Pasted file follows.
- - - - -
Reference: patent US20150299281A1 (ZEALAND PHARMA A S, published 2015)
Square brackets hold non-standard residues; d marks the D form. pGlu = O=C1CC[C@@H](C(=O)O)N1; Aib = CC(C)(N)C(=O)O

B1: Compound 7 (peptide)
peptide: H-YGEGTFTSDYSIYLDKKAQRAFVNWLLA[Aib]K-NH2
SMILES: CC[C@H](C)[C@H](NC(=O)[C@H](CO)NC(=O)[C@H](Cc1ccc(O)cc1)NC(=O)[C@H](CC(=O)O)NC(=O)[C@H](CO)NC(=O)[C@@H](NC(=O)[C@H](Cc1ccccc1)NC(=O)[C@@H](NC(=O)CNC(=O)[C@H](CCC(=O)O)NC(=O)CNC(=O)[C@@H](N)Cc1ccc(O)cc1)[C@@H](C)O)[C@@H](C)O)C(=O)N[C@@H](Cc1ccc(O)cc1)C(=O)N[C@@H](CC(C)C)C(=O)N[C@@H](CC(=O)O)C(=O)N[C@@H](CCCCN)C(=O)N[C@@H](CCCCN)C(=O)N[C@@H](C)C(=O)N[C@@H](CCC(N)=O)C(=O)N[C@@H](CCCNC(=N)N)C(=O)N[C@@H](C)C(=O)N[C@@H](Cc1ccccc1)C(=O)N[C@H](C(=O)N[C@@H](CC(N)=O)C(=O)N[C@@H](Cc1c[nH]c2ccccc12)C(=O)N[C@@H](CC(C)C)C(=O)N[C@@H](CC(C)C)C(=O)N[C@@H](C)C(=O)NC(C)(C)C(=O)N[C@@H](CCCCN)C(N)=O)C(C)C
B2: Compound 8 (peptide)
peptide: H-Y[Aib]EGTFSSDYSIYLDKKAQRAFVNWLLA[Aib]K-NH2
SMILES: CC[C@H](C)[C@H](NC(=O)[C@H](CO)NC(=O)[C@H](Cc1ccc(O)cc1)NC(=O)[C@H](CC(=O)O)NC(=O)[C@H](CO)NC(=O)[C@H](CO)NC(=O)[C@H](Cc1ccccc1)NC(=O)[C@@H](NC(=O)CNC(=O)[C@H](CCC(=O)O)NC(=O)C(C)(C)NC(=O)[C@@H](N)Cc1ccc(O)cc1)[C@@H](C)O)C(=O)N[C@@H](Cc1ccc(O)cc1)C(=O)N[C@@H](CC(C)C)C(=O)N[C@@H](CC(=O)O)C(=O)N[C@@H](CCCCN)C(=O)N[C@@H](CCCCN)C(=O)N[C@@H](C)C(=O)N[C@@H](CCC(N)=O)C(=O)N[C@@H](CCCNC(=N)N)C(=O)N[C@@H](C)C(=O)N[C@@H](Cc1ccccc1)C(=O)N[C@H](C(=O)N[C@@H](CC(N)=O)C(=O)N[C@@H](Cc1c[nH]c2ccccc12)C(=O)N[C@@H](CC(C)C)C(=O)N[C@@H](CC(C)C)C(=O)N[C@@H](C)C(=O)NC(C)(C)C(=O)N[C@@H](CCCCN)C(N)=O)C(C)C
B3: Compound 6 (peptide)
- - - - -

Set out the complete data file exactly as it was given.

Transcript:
Reference: patent US20150299281A1 (ZEALAND PHARMA A S, published 2015)
Square brackets hold non-standard residues; d marks the D form. pGlu = O=C1CC[C@@H](C(=O)O)N1; Aib = CC(C)(N)C(=O)O

B1: Compound 7 (peptide)
peptide: H-YGEGTFTSDYSIYLDKKAQRAFVNWLLA[Aib]K-NH2
SMILES: CC[C@H](C)[C@H](NC(=O)[C@H](CO)NC(=O)[C@H](Cc1ccc(O)cc1)NC(=O)[C@H](CC(=O)O)NC(=O)[C@H](CO)NC(=O)[C@@H](NC(=O)[C@H](Cc1ccccc1)NC(=O)[C@@H](NC(=O)CNC(=O)[C@H](CCC(=O)O)NC(=O)CNC(=O)[C@@H](N)Cc1ccc(O)cc1)[C@@H](C)O)[C@@H](C)O)C(=O)N[C@@H](Cc1ccc(O)cc1)C(=O)N[C@@H](CC(C)C)C(=O)N[C@@H](CC(=O)O)C(=O)N[C@@H](CCCCN)C(=O)N[C@@H](CCCCN)C(=O)N[C@@H](C)C(=O)N[C@@H](CCC(N)=O)C(=O)N[C@@H](CCCNC(=N)N)C(=O)N[C@@H](C)C(=O)N[C@@H](Cc1ccccc1)C(=O)N[C@H](C(=O)N[C@@H](CC(N)=O)C(=O)N[C@@H](Cc1c[nH]c2ccccc12)C(=O)N[C@@H](CC(C)C)C(=O)N[C@@H](CC(C)C)C(=O)N[C@@H](C)C(=O)NC(C)(C)C(=O)N[C@@H](CCCCN)C(N)=O)C(C)C
B2: Compound 8 (peptide)
peptide: H-Y[Aib]EGTFSSDYSIYLDKKAQRAFVNWLLA[Aib]K-NH2
SMILES: CC[C@H](C)[C@H](NC(=O)[C@H](CO)NC(=O)[C@H](Cc1ccc(O)cc1)NC(=O)[C@H](CC(=O)O)NC(=O)[C@H](CO)NC(=O)[C@H](CO)NC(=O)[C@H](Cc1ccccc1)NC(=O)[C@@H](NC(=O)CNC(=O)[C@H](CCC(=O)O)NC(=O)C(C)(C)NC(=O)[C@@H](N)Cc1ccc(O)cc1)[C@@H](C)O)C(=O)N[C@@H](Cc1ccc(O)cc1)C(=O)N[C@@H](CC(C)C)C(=O)N[C@@H](CC(=O)O)C(=O)N[C@@H](CCCCN)C(=O)N[C@@H](CCCCN)C(=O)N[C@@H](C)C(=O)N[C@@H](CCC(N)=O)C(=O)N[C@@H](CCCNC(=N)N)C(=O)N[C@@H](C)C(=O)N[C@@H](Cc1ccccc1)C(=O)N[C@H](C(=O)N[C@@H](CC(N)=O)C(=O)N[C@@H](Cc1c[nH]c2ccccc12)C(=O)N[C@@H](CC(C)C)C(=O)N[C@@H](CC(C)C)C(=O)N[C@@H](C)C(=O)NC(C)(C)C(=O)N[C@@H](CCCCN)C(N)=O)C(C)C
B3: Compound 6 (peptide)